I See Smokestacks

Wes and I decided that last weekend would be a good weekend for adventures, so we had them. Aidan and I started things off right by plundering Half Price Books’s 20% off sale (Half Price Books is a local used bookstore). We bought twenty books and a couple movies for $30, not bad, huh?

Then, I took Aidan to the off-leash dog park. You haven’t lived until you’ve seen a friendly black Great Dane wander over to your toddler and give him a kiss. I have to admire my son’s chutzpah, to stand there mouth open for a kiss while a horse of a dog licks him. Fearless, that one.

On Saturday we took Aidan to the water so he could throws rocks into the lake and chase ducks and seagulls. Of course, I neglected to dress him for the occasion so he had no choice but to stand on the shore and only look at the water. Apparently packing sandals for a kid who’s going to the beach is just too much to ask of me.

On Sunday we skirted Seattle Center (to avoid Bumbershoot crowds) and explored Pioneer Square. I love Pioneer Square. It’s kinda seedy in some places, and definitely not somewhere I’d ever want to be alone at night, but during the day it makes for marvelous exploration. There are alleys galore, and that’s something that suits me right down to my toes.

You see, I love alleys. I have a preoccupation with them, actually. I’d probably get very, very distracted if I ever lived in New York. For me, each alley is a story, and I’m always looking for that story.

For example, we finished our walk down by the pier and turned up one street too early, so we cut across an alley to get back to the street we’d parked on. In that alley was an old door that said “Seattle Steam Corporation.” Weird, right? There was a huge old smokestack coming out of the top of the building, and a weathered yellow sign to the right of the front door that read, “Fallout Shelter.”

Shoot, that story practically writes itself.

Of course, this weekend wasn’t all fallout shelters and friendly Great Danes. There was a crazy homeless guy walking down the same street as us screaming profanities, and an unfortunate nap in the car that resulted in an apoplectic toddler. I think I’m going to blame the crazy homeless guy for that too.

As I said, it was a good weekend for adventures. We might have done too good a job at having them though, because I’m finding it more difficult than usual to focus on getting my stuff done today. Despite what my lazy brain is telling me, I know I will not, in fact, be more productive if I watch a few episodes of Mad Men while Aidan naps.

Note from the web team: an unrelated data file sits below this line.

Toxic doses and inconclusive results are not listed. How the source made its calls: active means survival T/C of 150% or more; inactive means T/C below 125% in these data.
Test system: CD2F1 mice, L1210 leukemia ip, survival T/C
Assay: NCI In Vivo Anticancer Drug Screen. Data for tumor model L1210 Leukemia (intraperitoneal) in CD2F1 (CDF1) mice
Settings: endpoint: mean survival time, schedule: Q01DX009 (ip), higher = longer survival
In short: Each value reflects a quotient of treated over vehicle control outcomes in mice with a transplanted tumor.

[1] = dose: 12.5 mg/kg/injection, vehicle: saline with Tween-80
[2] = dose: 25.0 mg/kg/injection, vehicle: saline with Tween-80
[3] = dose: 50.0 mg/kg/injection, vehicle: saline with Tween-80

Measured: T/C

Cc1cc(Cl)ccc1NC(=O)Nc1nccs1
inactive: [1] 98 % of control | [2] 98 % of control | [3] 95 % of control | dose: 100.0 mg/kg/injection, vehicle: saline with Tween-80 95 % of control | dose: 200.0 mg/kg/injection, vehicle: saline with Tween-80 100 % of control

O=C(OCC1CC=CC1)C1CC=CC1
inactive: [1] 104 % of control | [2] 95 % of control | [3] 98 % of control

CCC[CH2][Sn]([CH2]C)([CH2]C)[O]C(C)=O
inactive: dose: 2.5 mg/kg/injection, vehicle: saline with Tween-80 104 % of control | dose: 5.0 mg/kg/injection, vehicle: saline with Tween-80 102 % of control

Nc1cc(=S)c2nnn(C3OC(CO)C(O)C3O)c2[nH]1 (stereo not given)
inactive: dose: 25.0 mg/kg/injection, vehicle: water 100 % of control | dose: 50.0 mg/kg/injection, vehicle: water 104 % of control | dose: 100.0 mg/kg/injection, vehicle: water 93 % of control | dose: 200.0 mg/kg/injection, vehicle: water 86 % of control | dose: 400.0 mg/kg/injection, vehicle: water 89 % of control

Oh, shucks. It looks like Don Draper disagrees.

3 thoughts on “I See Smokestacks

  1. I also like alleys! I live in Chicago, where there are a TON of alleys. The alley behind my apartment is a charming area, filled with cat-sized rats, my very own jibberish-yelling homeless man, and ridiculously speedy drivers.
    But seriously, my husband and I often choose to walk through the alleys because you can almost always find neat stuff in them! Sometimes it’s furniture, sometimes it’s just something neat that we photograph, and more often than not something crazy happens in an alley that then becomes an awesome story we can tell all of our friends.
    Like the time I walked down my apartment stairs (which end right in an alley) to find a group of 5 homeless men hanging out on our stairs, smoking cigarettes and drinkin’ beer. I feel slightly bad about it, but I avoided those back stairs for at least a month afterwards for fear that they’d be there again.
    Or there’s the time that my husband lied to the cops when they asked if he’d seen our neighborhood homeless man in the alley. The man was hiding under our stairs. The upside to this story is that the man doesn’t yell at us on the street anymore! (I’ll just say that the cops were looking for him because someone said he was harassing them – but he just yells, he doesn’t actually hurt anyone – he doesn’t even swear! And, being that I live way too close to Wrigleyville, it was probably a baseball game tourist who doesn’t know how to avoid eye contact with the shirtless man yelling in the middle of the street. It seems that this eye-avoidance is an art all Chicagoans [and other big city-ans] have managed to perfect.)

    Okay, this was way longer than I intended it to be. I’m on my lunch break at work and I’ve drank a whole mug of coffee in 15 minutes – I think I’m a little hyper.
    Have a good rest of your day!

  2. A: Just wanted to say that I love the blog redesign. :) My favorite version yet.

    B: I also loved the writing in this post, and then the writing in Stephanie’s comment. We’re getting fancy schmancy up in here. :)

  3. -Stephanie, Thanks for the alley and homeless people stories! I agree about the whole eye avoidance skill city dwellers seem to be born with. Though to be fair, I have the skill too even though I’ve only ever lived in the suburbs, but that’s only because my Mom told me a gang member would shoot me if I ever looked him in the eye. My mother believes in being prepared.

    -Txtingmrdarcy, Thank you! I’ve given up dyeing my hair for awhile so I must make do with playing around with my blog :) Is this post fancier than normal? My goodness, I had no idea…

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